- Watch Akhir-Charshanbeh (Charshanbeh Souri). This is a major fireworks ceremony held on the last Tuesday night before March 20 every year. During the day people go to the new year shopping and traffic jam is expected in downtown area. Then people all around the city celebrate the night by a very intense fire works. They also make bonfires and young people jump through the fire. This is one of the major pre-Islamic ceremonies which have survived till today. It is normally safe to participate but always consider take necessary safety measures as there is no official regulations.
- 6 Ski in Sahand Resort (پیست اسکی سهند). Sahand Ski Resort is the biggest ski resort in the north-west of Iran. Its seasonal operation normally starts in January and it continues up to mid March. It has two ski lifts, a small resturant and shelter which normally operate on Thursdays and Fridays. You can get information about road conditions and snow conditions from the Ski Federation in Tabriz.
- 7 Ski in Yam Ski resort, ☎ . Yam is an ski resort in north of Tabriz in vicinity of Marand cirty and in northern foot hills of Mishoodaghi. It is accessible via Tabirz-Marand highway.
Tabriz is the site for some of the major Iranian universities including University of Tabriz, Sahand University of Technology, Azad University of Tabriz, Payam Nour University of Tabriz, and Azerbaijan University. Tabriz University offers degree programs for foreign nationals through the regular application without entrance exam the entrance to other universities is through entrance exam.
There are couple of big libraries in the city including Tabriz National Library which are holding some of the oldest handwritten Iranian literature and modern texts.
- Tabrizi nuts and Dried Fruits are quite famous in the region. There are a couple of famous stores which are known nationwide, including Tavazoe (in Abrasan Square, Imam Ave.), and Rex (Shahnaz Sq., Imam Ave.)
- Tabrizi carpets are among the finest in the world, and you will find masterpieces in shops and inside the Bazaar. These rugs are among the most decorative rugs and frequently use colors like pink, red and cream. Prices for rugs in Tabriz are about 50% less than in most Western countries. You should consider the customs rules of Iran and your home country, too. Typically, for 2 rugs, there is no customs fee or tax.
- Gold and silver jewelry is also a local handicraft.
Traditional shopping centerEdit
- Tabriz Bazaar (City center). Tabrzi Bazar which is the largest historic arcade in the middle east is still one of the biggest shopping centers in the city. In Tabriz Bazar to every alley is assigned for specific good example: Amir Alley for gold, Moazafarriey for Carpet and so on.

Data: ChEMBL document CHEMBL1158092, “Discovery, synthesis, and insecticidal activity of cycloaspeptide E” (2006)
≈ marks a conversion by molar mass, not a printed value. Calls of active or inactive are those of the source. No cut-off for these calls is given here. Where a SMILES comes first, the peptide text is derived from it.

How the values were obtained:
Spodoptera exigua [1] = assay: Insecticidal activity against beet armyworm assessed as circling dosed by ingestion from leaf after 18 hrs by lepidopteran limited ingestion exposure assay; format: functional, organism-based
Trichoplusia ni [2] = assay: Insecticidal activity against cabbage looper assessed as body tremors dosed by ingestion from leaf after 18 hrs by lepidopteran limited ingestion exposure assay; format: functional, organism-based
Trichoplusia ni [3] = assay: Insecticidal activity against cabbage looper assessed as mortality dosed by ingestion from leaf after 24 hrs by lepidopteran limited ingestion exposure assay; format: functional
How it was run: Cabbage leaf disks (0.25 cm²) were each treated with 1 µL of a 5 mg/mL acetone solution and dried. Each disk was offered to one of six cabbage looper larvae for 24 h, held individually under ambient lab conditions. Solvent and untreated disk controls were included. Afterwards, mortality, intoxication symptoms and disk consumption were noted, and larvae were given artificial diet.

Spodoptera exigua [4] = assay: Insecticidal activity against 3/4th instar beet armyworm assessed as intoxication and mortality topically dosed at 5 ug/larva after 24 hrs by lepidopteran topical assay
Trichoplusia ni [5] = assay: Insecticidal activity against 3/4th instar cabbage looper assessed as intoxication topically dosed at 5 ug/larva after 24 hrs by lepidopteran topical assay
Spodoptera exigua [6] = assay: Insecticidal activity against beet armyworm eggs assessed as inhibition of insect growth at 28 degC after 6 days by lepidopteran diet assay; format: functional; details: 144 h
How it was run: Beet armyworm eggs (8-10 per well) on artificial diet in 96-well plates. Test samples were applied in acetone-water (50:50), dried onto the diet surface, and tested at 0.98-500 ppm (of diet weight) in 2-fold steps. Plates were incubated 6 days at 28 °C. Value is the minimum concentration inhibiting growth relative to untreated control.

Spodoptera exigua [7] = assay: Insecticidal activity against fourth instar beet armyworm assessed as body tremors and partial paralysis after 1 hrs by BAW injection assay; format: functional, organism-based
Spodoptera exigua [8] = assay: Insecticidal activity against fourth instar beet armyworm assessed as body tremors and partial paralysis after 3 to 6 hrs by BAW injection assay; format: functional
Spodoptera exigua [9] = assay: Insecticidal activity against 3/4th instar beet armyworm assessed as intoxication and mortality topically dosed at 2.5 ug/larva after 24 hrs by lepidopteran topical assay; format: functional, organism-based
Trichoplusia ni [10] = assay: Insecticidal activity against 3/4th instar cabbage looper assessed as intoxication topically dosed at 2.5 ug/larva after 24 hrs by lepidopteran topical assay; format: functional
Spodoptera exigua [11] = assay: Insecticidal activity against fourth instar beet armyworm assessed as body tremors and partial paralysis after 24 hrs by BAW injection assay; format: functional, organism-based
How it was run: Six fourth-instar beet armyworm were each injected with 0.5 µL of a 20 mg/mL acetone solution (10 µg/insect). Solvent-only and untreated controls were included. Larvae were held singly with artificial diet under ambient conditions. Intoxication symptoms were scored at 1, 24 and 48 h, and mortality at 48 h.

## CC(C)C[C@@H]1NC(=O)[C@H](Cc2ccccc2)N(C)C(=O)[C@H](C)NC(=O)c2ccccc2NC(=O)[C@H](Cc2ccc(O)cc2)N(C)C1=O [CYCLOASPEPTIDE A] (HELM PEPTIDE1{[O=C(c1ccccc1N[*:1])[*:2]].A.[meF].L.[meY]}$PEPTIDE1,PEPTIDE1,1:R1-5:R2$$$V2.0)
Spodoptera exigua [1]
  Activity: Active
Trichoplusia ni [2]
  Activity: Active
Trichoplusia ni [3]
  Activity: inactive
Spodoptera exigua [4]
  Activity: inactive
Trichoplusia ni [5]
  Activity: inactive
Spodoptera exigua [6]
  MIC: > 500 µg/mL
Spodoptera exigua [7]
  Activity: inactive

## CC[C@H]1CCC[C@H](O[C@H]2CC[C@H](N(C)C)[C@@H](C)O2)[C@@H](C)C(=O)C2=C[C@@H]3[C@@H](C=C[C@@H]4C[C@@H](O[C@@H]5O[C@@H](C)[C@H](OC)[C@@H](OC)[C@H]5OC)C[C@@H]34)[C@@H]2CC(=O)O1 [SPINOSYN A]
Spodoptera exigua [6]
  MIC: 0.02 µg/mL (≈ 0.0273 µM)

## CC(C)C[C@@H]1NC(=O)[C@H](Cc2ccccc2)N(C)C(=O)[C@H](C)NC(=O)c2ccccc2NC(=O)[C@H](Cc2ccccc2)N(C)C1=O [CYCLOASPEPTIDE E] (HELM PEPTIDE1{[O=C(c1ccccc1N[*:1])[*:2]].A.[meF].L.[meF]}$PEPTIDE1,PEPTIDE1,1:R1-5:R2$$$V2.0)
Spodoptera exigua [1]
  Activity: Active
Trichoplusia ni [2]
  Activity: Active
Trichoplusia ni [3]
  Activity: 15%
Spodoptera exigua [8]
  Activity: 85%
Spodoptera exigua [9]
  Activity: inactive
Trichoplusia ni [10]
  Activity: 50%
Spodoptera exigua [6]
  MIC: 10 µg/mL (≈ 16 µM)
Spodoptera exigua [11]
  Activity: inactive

Modern shopping centersEdit
The three big modern supermarket are: Refah, Sepah, and Laleh. There are small supermarkets all around city and some other smaller arcades in the city center in Tarbiat St.
Traditional cuisine: Kabab, rice, Abgousht (meat broth), Kufte Tabrizi (big meat ball) some restaurants serve them all, but if you step inside a more modest Chelowkebabi, odds are you won't have much choice apart from the traditional rice and kebab. But still you can find some restaurants which serve all, for instance there is a historical bath Nowbar Bath in city center which is renovated as a traditional restaurant in recent years and it serves Abgousht, Kufteh, and other foods.
Food vendors: There are food vendors in Shahgoli's main square during late spring and summer. Their offerings include roasted salted corn (locally called makka)and/or boiled eggs and potato wrapped in flat bread (called yeralma yomurta). They normally stay open till midnight.
Fast foods: There are small fast food restaurants for pizza, and sandwiches all around the city.
Drinks: The most common drink in Tabriz (likewise many other middle eastern cities) is tea which is served in tea houses along with option of qaliyan (shusha). The famous traditional cold drink is dough (yogurt juice) which is served in restaurants and it is also being sold in supermarkets along the cities.
Fresh smoothiesː There are many stores in Imam Ave, between Saat square and Ferdowsi street, that are serving smoothies. The most popular ones are pomegranate, bananas, and watermelon. The smoothies in these stores are mostly sugar sweetened.
Confectioneries and dried nuts: Tabriz is famous for its confectioneries and dried nuts. Some of the most famous confectioneries are Qurabiya, Tabrizi Luvuz, Zulbia, Pashmak, Nuga(or Nuqa), and Ris. There are no chain stores like in many big cities so you have to go to confectionery store. Some of the famous ones are: Karimi (in Vali Asr district), Eftekhari, and Reks (in Imam Ave close to Shahnaz St.)
Fruits and vegetableː fresh fruits and vegetables can be purchased from Rahli Bazar in the city center. There are also smaller shops around the city for fruits and vegetables. Sometimes vendors also sell fruits and vegetables from the back of their trucks for a cheaper price. Fruits and vegetables are normally brought to Tabriz from gardens and farms around the city and from gardens of other parts of Iran.
Cold and frozen deserts: In summer time ice cream and faloodeh is sold in some of the fast food restaurants in the city center. Many of these ice-cream places is a family business and they have their own secret recipe for ice cream. The recipe passes from generation to the next generation inside the family. The most famous ones are: Shams (in Imam Ave close to saat), and Vahid (in Ark Alley).
Hot appetizers: Labou (hot boiled sweet red-beet) and Pakhla (salty boiled Fava Beans) are sold normally in winter time by peddlers in street sides.
- 1 Tabriz Modern Restaurant, Near to Shariati Square, Emam Kh St, ☎ . Kababs, Kufta, Dolma, Salad, and bread are all good